The Back of David’s Head

The Back of David’s Head

From Chicken Soup for the Preteen Soul

The Back of David’s Head

Have a belief in yourself that is bigger than anyone’s disbelief.

August Wilson

I couldn’t stand fifth grade. I didn’t like the milk that was warm by lunchtime from sitting near the radiator all morning. I didn’t like recess because I could never get a turn on the swing. But most of all I didn’t like my teacher, Mrs. Kelly, because I was sure that Mrs. Kelly didn’t like me.

Mrs. Kelly never let me pass out books or collect papers. Mrs. Kelly made me sit in the last seat of the sixth row behind David Abbot, the biggest kid in the whole class. David was bigger than most of the eighth-graders, and he never, ever took a bath. The only thing I could see all day was the back of David’s head.

At the beginning of fifth grade, Mrs. Kelly had explained all the classroom rules including the one about being excused for the rest room. She told all the students that they had to raise their hand with one or two fingers when they wanted to be excused. Then she would know what they were going to do in the restroom, and how long they would be gone from the classroom. The whole class would laugh whenever anyone held up two fingers to be excused.

One Monday in October, Mrs. Kelly said, “Clear your desks and take out your composition books. Today I want you to write a composition called ‘Something Interesting’ about something you have personally seen. Do not repeat any topics.”

“Can we write about Disneyland?” Maureen Murphy asked. Everyone in the class knew that Maureen had been to Disneyland more than anyone else in the whole school.

“That would be perfect, Maureen,” Mrs. Kelly answered with a smile.

I opened my black and white composition book. I tried to ignore the huge red U for “unsatisfactory” that partly covered the title, “My Summer Vacation.” I remembered Mrs. Kelly’s comments without even looking at them.

It has been brought to my attention that this composition is about your last year’s summer vacation, and you have already written about the same trip for a composition last year during the fourth grade. Therefore, this assignment is unsatisfactory. Your penmanship is also unsatisfactory.

I didn’t care about the penmanship comment. That was on every assignment I turned in. What bothered me was that Mrs. Kelly would not accept my composition about my train trip to Denver. The only trip I had ever gone on in my whole life had been the trip to Denver. In the fourth grade, my composition had been about all the things I had seen from the train windows on the way to Denver. For the fifth grade, I wrote a whole new composition about the hotel in Denver with the glass elevators.

Mrs. Kelly wrote an outline on the blackboard. One paragraph for an introduction, then three paragraphs to describe the topic in detail. A final paragraph for a conclusion. I knew that Maureen Murphy had a composition book filled with E’s for excellent and even S’s for superior while my best grade had been an F. In spite of Mrs. Kelly’s red marks, I really liked to fill the pages of my composition book with words and ideas. I frowned and stared at the back of David’s head.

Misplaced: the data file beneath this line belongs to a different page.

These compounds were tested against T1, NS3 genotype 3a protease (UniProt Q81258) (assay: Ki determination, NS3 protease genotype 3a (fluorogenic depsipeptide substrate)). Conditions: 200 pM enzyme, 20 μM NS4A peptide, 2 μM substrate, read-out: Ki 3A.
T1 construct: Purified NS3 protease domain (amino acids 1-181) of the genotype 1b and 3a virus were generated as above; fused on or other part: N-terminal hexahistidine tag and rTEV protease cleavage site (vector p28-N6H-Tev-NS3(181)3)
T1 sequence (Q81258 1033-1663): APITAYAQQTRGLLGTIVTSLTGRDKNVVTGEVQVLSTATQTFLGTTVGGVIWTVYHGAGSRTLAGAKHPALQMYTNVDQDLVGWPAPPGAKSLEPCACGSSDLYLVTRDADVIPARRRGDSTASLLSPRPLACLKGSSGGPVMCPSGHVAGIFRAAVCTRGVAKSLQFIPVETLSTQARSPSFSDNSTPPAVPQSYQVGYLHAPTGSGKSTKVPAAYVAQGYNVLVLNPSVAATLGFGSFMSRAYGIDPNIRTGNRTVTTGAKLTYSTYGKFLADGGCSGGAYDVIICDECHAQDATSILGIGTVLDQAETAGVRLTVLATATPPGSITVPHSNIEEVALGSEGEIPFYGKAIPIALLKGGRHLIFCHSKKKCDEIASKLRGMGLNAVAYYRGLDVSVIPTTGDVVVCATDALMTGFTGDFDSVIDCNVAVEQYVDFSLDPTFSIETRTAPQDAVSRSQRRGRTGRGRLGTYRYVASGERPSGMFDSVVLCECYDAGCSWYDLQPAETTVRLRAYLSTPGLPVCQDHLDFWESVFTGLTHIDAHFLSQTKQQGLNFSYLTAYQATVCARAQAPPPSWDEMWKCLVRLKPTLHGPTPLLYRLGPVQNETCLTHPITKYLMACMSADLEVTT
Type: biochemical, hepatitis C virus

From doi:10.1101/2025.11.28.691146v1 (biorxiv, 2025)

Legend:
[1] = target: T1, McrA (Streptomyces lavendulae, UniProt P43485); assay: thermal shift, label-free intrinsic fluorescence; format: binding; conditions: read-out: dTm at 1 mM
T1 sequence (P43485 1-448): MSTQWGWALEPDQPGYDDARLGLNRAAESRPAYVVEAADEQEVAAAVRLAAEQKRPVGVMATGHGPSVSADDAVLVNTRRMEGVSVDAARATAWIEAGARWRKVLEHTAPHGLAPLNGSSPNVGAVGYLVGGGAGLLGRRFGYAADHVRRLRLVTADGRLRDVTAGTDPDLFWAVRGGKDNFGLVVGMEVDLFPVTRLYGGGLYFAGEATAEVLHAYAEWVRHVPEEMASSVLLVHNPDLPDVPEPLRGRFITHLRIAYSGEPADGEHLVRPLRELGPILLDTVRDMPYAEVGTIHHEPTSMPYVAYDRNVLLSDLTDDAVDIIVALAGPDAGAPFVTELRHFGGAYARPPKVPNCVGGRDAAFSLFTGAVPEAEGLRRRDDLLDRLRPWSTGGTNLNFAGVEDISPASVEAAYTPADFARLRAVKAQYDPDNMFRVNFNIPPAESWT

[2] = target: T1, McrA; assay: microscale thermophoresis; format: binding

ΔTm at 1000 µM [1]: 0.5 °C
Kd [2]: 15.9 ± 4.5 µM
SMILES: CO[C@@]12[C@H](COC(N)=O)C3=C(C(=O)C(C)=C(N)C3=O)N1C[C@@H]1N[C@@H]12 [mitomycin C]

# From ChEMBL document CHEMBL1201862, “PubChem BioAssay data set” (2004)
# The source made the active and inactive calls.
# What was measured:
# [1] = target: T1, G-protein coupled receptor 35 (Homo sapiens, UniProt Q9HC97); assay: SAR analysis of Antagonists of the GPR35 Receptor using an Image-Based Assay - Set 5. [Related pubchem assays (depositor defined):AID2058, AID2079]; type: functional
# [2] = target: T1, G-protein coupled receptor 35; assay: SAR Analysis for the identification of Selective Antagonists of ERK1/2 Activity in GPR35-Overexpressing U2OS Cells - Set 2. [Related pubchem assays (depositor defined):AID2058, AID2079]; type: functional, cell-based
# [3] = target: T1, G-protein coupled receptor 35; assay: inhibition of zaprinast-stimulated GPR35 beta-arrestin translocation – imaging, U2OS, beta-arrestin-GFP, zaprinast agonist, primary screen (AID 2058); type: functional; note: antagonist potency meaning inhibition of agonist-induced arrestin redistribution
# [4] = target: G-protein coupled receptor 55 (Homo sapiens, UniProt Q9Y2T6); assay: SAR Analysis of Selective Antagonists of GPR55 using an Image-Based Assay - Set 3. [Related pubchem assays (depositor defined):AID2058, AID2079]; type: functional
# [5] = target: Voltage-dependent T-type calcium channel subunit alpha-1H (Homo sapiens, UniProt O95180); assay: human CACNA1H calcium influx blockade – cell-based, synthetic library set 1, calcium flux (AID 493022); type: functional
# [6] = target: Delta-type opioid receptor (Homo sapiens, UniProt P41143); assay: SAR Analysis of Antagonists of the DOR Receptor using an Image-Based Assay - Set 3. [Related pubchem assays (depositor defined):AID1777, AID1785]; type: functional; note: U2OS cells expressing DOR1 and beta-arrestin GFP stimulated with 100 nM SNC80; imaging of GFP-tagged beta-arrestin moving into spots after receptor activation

That’s when I noticed that the back of David’s head looked like a brown forest with a long, brown, hairy trail that ran down his neck. He had three big brown freckles peeking out from the forest. The top of his head looked like a cartoon porcupine with brown hairs sticking up all over. David’s ears were reddish tan with pudgy lobes that flapped against his neck when he raised his hand with only one finger. Looking at the back of David’s head, I decided this composition could be different. It could be full of imagination instead of boring and embarrassing because I had never had the chance to see anything interesting, outside of the trip to Denver.

I opened my composition book and began to write. I wrote and wrote until Mrs. Kelly said, “Mary Ellyn, this is the third time I’ve called your name. It is time to line up to go home. However, you will stay after and write ‘I will pay attention in class’ one hundred times before you are excused.”

On Wednesday, Maureen tiptoed around the room in her fancy shoes passing back everyone’s composition notebooks. I ignored her snotty smile and opened my book, paging past all the F’s and U’s. I couldn’t wait to see a beautiful letter at the top of my composition, entitled “The Back of David’s Head.”

By the time I found the page, my whole body was so tense with excitement I almost fell off my seat. But what I saw made my breath stop in a gasp. Across the whole composition Mrs. Kelly had scrawled a huge red U. It was the biggest and reddest U I had ever seen. The red words in the margin swam in a blur from the tears that filled my eyes. A huge tear plopped onto the page, splashing over the comment about penmanship. I slapped the book shut and raised my hand with two fingers. I didn’t care who laughed.

In the bathroom, I sat on the edge of a toilet and cried for a long time. After a while I heard the restroom door swish open.

“I know you’re in here, Mary Ellyn,” Maureen Murphy’s voice oozed under the green painted metal door. “Mrs. Kelly says you’d better get back in class, right now.”

I waited for the sound of the door swishing closed. “You just wait and see, Mrs. Kelly,” I said in a low scary voice. “Someday I’ll show you. Someday I’ll write lots of stories and SELL them for lots of money. Someday my stories will be in books! Just you wait and see.”

And when I grew up, that’s exactly what I did.


Mary Ellyn Sandford

[EDITORS’ NOTE: Mrs. Kelly and readers might be interested to know that Mary Ellyn’s work has been published in several magazines as well as Chicken Soup for the Kid’s Soul.]

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